Review: The Bloody Chamber and Other Stories by Angela Carter
“His wedding gift, clasped round my throat. A choker of rubies, two inches wide, like an extraordinarily precious slit throat.” –”The Bloody Chamber”
Most children read fairy tales growing up, but hardly any are exposed at a young age to the “real” stories… where Cinderella’s stepsisters chop off parts of their feet to fit into the glass slipper, or where the Little Mermaid dies because the prince never recognizes her and chooses someone else. Yet these are the disturbing origins of the happily ever after tales we have come to love so much.
At what can be argued the height of the feminist revolution in the 1970s, fairy tales were lambasted for their stigma of “happily ever after,” condemned for portraying weak, helpless women as role models for young girls. Angela Carter, feminist though she was, turned this concept on its head in publishing The Bloody Chamber and Other Stories and, according to Marina warner in the introduction to The Folio Society edition, “embraced the whole stigmatized genre, its stock characters and well-known plots, and with wonderful verve and invention, perverse grace and wicked fun, soaked them in a new fiery liquor that brought them leaping back to life.”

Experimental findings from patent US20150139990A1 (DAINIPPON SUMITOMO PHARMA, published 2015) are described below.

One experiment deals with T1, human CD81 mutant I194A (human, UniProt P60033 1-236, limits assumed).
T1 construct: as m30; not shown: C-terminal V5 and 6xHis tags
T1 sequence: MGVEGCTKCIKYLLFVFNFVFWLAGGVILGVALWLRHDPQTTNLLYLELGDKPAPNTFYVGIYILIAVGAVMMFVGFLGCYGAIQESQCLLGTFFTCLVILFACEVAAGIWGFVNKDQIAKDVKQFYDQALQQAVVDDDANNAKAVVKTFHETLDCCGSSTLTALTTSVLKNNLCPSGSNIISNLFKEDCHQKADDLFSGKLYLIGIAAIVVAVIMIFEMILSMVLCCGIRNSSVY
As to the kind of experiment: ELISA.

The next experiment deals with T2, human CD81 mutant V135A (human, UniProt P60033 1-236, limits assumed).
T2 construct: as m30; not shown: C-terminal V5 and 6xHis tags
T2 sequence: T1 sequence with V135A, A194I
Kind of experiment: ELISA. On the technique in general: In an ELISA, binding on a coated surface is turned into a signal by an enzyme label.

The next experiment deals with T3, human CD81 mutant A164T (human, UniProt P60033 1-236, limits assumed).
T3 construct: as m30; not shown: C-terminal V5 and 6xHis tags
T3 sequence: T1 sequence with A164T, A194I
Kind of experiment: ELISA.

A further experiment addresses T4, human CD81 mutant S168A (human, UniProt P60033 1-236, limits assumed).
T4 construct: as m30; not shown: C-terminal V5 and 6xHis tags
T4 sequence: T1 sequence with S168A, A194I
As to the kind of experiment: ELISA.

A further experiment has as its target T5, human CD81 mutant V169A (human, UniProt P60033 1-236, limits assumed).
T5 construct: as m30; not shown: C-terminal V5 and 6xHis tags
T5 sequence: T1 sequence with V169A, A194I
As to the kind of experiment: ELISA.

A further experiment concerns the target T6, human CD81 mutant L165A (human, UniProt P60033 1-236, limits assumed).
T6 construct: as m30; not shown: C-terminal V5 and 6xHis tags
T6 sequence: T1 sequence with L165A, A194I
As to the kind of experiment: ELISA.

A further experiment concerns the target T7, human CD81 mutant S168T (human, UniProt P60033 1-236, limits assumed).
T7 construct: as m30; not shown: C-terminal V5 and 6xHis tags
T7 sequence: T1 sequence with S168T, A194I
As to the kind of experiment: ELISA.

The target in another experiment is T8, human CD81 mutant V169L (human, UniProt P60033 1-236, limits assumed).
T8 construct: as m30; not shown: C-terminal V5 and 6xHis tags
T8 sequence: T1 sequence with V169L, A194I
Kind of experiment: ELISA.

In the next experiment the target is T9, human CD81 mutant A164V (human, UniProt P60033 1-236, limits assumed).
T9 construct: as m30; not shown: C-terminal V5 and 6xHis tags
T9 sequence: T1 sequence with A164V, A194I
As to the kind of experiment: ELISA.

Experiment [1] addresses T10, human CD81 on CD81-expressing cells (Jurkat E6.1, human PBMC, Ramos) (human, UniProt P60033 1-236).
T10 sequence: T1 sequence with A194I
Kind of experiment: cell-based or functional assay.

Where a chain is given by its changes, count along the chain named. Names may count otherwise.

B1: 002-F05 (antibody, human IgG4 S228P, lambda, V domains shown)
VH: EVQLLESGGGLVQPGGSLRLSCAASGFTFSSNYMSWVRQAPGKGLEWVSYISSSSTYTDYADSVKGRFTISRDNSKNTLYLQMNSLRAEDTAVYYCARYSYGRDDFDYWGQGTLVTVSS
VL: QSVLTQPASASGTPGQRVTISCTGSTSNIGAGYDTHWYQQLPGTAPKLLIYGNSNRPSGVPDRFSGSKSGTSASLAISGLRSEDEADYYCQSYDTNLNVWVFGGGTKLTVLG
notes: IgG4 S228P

Using the familiar plots of tales such as Bluebeard (for the title story), Little Red Riding Hood, and Beauty and the Beast, Carter remakes them into more contemporary adult tales that still retain the element of magic, and most especially the elements of fear. In The Bloody Chamber, for example, it is a more graphic story of a young girl giving herself in marriage in order to elude poverty to a wealthy, bearded Frenchman in times modern enough to have telephones. Yet it is still on horseback that salvation comes galloping into the castle where he is about to murder her after discovering the bloody key, and, true to Carter’s form, it is a tiger-killing, pistol-wielding mother who saves the young bride, not her brothers.
Carter was a great fan of Edgar Allan Poe, and his style of disturbing horror is apparent in her stories. Through Carter’s vivid writing, these chillingly retold fairy tales capture the gruesome elements of the Brothers Grimm’s original tales compounded with additional elements of sexuality and twisted gore.
As always, this edition had stunning illustrations to accompany these unique stories, crafted by artist Igor Karash, who won the second House of Illustration/Folio Society Illustration Award for his work on this book.